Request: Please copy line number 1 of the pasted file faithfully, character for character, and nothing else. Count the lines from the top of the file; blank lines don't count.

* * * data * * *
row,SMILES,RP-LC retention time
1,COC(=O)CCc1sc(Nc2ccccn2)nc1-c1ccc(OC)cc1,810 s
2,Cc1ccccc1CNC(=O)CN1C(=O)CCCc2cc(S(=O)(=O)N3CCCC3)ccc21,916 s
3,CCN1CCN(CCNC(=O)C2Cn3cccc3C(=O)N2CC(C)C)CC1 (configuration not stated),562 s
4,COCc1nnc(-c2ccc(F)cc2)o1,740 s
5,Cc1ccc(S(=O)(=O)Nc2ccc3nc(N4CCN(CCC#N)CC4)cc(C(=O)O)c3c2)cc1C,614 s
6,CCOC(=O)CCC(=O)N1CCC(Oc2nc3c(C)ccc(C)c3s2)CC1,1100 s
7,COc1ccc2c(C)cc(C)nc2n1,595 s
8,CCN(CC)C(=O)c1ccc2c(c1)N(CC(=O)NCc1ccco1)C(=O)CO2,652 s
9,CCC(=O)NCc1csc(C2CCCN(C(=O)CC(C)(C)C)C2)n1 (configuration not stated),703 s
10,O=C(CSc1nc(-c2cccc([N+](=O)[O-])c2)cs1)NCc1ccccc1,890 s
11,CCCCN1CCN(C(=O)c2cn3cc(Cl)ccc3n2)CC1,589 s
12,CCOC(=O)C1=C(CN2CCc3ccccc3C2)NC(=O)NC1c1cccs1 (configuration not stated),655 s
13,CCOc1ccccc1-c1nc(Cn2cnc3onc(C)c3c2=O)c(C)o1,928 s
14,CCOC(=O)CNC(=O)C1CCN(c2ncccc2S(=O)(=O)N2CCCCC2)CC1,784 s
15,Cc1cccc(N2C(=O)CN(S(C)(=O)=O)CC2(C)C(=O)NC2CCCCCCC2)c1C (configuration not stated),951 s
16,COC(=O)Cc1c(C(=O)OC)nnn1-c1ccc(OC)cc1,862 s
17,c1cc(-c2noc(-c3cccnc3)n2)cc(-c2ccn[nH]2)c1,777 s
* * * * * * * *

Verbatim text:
row,SMILES,RP-LC retention time